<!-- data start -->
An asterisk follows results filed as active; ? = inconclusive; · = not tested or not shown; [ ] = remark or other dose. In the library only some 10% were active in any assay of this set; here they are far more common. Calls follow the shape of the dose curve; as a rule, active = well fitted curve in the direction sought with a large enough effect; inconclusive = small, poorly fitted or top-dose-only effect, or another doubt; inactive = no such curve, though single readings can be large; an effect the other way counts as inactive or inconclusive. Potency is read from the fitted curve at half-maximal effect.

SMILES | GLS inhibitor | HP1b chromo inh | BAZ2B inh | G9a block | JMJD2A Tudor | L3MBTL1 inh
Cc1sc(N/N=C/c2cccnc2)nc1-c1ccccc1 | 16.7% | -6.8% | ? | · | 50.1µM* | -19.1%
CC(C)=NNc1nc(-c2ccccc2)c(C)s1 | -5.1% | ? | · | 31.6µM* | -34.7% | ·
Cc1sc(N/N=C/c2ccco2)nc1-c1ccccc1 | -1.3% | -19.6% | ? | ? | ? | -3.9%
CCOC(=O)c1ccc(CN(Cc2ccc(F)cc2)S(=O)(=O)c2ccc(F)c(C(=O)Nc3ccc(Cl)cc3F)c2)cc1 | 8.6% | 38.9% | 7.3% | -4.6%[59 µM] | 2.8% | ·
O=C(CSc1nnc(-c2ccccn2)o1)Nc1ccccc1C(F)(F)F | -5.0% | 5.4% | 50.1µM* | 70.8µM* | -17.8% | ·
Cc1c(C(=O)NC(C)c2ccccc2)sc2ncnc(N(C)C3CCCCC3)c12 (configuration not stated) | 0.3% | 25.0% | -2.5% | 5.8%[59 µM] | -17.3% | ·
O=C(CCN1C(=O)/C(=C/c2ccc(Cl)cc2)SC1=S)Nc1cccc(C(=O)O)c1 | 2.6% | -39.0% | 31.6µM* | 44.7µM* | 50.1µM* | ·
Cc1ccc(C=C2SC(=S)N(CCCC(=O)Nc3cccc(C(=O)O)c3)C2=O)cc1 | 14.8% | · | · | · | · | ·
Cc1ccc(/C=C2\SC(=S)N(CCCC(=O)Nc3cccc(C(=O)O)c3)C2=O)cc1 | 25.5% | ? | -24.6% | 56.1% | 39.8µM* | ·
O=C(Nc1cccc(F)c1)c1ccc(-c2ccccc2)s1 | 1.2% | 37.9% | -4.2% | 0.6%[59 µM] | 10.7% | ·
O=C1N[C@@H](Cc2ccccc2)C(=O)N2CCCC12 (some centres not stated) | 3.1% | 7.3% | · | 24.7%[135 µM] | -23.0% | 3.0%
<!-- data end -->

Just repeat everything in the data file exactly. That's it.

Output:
An asterisk follows results filed as active; ? = inconclusive; · = not tested or not shown; [ ] = remark or other dose. In the library only some 10% were active in any assay of this set; here they are far more common. Calls follow the shape of the dose curve; as a rule, active = well fitted curve in the direction sought with a large enough effect; inconclusive = small, poorly fitted or top-dose-only effect, or another doubt; inactive = no such curve, though single readings can be large; an effect the other way counts as inactive or inconclusive. Potency is read from the fitted curve at half-maximal effect.

SMILES | GLS inhibitor | HP1b chromo inh | BAZ2B inh | G9a block | JMJD2A Tudor | L3MBTL1 inh
Cc1sc(N/N=C/c2cccnc2)nc1-c1ccccc1 | 16.7% | -6.8% | ? | · | 50.1µM* | -19.1%
CC(C)=NNc1nc(-c2ccccc2)c(C)s1 | -5.1% | ? | · | 31.6µM* | -34.7% | ·
Cc1sc(N/N=C/c2ccco2)nc1-c1ccccc1 | -1.3% | -19.6% | ? | ? | ? | -3.9%
CCOC(=O)c1ccc(CN(Cc2ccc(F)cc2)S(=O)(=O)c2ccc(F)c(C(=O)Nc3ccc(Cl)cc3F)c2)cc1 | 8.6% | 38.9% | 7.3% | -4.6%[59 µM] | 2.8% | ·
O=C(CSc1nnc(-c2ccccn2)o1)Nc1ccccc1C(F)(F)F | -5.0% | 5.4% | 50.1µM* | 70.8µM* | -17.8% | ·
Cc1c(C(=O)NC(C)c2ccccc2)sc2ncnc(N(C)C3CCCCC3)c12 (configuration not stated) | 0.3% | 25.0% | -2.5% | 5.8%[59 µM] | -17.3% | ·
O=C(CCN1C(=O)/C(=C/c2ccc(Cl)cc2)SC1=S)Nc1cccc(C(=O)O)c1 | 2.6% | -39.0% | 31.6µM* | 44.7µM* | 50.1µM* | ·
Cc1ccc(C=C2SC(=S)N(CCCC(=O)Nc3cccc(C(=O)O)c3)C2=O)cc1 | 14.8% | · | · | · | · | ·
Cc1ccc(/C=C2\SC(=S)N(CCCC(=O)Nc3cccc(C(=O)O)c3)C2=O)cc1 | 25.5% | ? | -24.6% | 56.1% | 39.8µM* | ·
O=C(Nc1cccc(F)c1)c1ccc(-c2ccccc2)s1 | 1.2% | 37.9% | -4.2% | 0.6%[59 µM] | 10.7% | ·
O=C1N[C@@H](Cc2ccccc2)C(=O)N2CCCC12 (some centres not stated) | 3.1% | 7.3% | · | 24.7%[135 µM] | -23.0% | 3.0%